Spondylosis is an age-related osteoarthritic degeneration of the spine that typically occurs in the neck or lower back. It’s actually very common, and around 90% of people over the age of 65 will show evidence of spondylosis on x-ray, although the majority of these people won’t experience any symptoms.
Spondylosis affects both the vertebrae and intervertebral discs. Intervertebral discs sit between each pair of vertebra, acting as a cushion and absorbing stress and shock. For most of our lives these discs have a thick, jellylike consistency, but as we age these discs begin to lose their fluid, shrink and become stiff.
As this dehydration happens, bone spurs begin to grow on the vertebrae as the body tries to stabilize the spine in response to the decreased ability of the intervertebral discs to perform the cushioning action. These bone spurs can cause stiffness and pain, and/or a crunching sound as the discs rub against each other.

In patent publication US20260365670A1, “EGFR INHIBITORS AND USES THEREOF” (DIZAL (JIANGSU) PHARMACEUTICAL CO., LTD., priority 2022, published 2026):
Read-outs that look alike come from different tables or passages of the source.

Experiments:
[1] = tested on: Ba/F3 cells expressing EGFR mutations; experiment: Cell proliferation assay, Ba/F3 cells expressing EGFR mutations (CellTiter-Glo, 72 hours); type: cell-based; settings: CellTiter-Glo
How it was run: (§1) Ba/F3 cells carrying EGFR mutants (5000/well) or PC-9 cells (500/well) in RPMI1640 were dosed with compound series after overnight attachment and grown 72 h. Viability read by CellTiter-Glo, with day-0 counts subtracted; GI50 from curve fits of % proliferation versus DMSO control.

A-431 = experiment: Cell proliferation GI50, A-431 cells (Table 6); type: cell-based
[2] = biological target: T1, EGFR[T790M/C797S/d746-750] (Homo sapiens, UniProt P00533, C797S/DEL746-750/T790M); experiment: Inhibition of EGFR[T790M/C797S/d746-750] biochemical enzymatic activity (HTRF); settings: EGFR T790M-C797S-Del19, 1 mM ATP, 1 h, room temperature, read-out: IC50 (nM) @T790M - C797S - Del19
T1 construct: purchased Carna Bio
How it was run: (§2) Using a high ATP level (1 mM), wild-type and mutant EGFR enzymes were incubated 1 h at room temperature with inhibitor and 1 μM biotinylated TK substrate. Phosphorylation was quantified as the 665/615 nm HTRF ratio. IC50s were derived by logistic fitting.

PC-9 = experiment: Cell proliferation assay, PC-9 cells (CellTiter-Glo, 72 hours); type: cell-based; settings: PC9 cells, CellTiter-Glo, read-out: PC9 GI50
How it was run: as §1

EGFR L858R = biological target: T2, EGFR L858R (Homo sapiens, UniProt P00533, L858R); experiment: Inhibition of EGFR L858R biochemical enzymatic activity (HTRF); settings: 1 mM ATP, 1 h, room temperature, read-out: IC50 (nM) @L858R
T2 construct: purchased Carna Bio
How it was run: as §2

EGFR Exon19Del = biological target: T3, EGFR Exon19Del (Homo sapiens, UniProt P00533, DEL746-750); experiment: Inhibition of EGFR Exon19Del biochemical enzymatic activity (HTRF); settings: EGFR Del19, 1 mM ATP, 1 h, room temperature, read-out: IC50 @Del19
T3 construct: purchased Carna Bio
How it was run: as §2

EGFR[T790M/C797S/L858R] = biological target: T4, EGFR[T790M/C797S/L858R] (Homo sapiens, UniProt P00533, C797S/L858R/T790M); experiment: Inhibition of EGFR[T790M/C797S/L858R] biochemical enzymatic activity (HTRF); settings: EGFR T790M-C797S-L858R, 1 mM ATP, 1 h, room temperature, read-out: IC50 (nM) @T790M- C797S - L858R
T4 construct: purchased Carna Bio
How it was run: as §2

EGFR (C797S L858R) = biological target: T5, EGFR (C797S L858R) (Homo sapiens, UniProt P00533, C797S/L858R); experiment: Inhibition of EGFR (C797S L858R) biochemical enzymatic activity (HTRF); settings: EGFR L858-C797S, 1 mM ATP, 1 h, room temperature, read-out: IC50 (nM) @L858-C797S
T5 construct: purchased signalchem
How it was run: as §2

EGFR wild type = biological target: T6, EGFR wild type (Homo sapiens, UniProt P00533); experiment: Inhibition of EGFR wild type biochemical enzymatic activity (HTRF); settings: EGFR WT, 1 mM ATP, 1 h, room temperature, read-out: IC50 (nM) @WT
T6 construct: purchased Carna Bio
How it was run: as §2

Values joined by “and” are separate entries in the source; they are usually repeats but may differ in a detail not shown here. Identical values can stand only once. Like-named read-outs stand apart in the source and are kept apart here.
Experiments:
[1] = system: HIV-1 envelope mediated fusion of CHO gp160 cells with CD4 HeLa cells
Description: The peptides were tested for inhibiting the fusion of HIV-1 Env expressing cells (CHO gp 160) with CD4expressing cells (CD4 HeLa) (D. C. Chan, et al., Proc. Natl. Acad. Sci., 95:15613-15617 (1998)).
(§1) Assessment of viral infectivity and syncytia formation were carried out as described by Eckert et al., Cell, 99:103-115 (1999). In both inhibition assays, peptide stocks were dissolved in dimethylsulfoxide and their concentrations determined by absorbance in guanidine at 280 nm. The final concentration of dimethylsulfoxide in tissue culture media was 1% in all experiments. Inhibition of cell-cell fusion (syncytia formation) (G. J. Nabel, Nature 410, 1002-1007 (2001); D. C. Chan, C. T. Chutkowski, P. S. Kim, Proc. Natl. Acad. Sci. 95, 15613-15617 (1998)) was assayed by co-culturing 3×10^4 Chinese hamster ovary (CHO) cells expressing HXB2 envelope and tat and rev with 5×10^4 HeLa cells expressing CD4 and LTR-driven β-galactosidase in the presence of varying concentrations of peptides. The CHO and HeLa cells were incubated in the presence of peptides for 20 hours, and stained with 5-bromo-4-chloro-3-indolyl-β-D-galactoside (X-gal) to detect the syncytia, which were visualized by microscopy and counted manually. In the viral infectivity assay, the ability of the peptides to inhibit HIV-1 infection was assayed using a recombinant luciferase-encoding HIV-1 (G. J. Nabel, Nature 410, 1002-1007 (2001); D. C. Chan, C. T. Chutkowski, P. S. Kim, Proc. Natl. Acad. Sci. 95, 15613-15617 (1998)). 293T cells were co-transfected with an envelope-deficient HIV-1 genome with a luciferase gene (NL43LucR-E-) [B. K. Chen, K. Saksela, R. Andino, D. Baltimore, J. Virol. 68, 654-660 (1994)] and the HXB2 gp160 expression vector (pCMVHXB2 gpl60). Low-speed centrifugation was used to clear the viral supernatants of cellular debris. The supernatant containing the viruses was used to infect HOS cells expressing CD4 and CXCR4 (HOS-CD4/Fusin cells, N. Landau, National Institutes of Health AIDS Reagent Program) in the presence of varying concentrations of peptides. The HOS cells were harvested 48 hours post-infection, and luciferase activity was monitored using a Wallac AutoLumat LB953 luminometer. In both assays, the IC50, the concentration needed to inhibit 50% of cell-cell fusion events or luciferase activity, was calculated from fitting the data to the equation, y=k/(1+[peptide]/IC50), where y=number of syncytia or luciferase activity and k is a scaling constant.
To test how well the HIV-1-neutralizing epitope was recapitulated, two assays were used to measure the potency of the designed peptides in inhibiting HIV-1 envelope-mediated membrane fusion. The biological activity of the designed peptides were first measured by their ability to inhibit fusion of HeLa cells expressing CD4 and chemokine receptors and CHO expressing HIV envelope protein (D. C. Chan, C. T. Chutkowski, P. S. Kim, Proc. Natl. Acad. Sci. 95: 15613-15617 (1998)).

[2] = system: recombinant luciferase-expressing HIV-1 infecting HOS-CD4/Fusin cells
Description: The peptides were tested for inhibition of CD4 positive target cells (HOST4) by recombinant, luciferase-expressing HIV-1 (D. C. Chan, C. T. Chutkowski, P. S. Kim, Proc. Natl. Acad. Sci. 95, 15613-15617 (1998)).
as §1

Sometimes the bone spurs interfere with nerves, or the spondylosis results in a narrowing of the center of the vertebra itself, causing the space needed by the spinal cord to shrink. This shrinkage can result in weakness, tingling, or numbness in the hands, feet or legs; difficulty walking due to a lack of coordination; and/or a loss of bladder or bowel control.
Even though spondylosis is an age-related degeneration, there are risk factors that can contribute to an earlier or more significant onset including; a previous injury such as whiplash, arthritis in other joints, a sedentary lifestyle, obesity, or work requiring repetitive motion and/or poor ergonomics.
If you are experiencing any of the symptoms of spondylosis, we recommend you make an appointment to see your doctor for a complete diagnosis and treatment options, which can include drugs for pain relief, lifestyle changes such as increased exercise and stretching, or surgery in extreme cases.